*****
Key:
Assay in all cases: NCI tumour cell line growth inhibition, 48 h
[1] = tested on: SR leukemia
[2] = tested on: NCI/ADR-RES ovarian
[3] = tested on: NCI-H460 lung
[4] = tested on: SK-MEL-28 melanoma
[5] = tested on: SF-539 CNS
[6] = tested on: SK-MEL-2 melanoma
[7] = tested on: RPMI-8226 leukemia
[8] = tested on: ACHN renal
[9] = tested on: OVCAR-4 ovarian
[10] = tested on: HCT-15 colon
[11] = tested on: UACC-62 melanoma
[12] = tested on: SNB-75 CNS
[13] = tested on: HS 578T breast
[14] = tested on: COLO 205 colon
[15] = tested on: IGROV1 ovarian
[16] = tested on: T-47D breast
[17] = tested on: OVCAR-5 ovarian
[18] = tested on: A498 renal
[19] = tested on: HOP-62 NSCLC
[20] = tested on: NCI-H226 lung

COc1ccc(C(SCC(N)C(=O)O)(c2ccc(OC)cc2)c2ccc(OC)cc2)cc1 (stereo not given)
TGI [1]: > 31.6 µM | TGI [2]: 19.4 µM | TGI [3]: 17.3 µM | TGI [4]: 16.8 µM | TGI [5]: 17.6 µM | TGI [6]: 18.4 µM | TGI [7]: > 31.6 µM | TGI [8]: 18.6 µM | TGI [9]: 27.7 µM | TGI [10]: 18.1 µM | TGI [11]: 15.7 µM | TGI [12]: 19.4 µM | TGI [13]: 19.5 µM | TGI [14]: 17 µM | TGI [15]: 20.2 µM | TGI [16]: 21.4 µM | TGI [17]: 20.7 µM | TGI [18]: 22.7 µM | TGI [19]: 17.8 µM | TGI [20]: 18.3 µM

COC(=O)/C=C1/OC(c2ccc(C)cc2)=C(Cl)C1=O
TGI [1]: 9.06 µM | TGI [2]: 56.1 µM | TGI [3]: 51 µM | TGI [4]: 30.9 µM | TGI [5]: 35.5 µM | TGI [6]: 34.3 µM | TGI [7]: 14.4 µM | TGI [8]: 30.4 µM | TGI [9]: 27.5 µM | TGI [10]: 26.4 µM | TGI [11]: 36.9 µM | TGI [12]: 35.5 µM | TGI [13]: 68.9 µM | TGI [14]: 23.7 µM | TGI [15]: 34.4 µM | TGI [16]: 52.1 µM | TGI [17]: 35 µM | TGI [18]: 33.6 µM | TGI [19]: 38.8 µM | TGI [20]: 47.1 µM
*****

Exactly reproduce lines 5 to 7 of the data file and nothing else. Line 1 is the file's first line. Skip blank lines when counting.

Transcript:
[3] = tested on: NCI-H460 lung
[4] = tested on: SK-MEL-28 melanoma
[5] = tested on: SF-539 CNS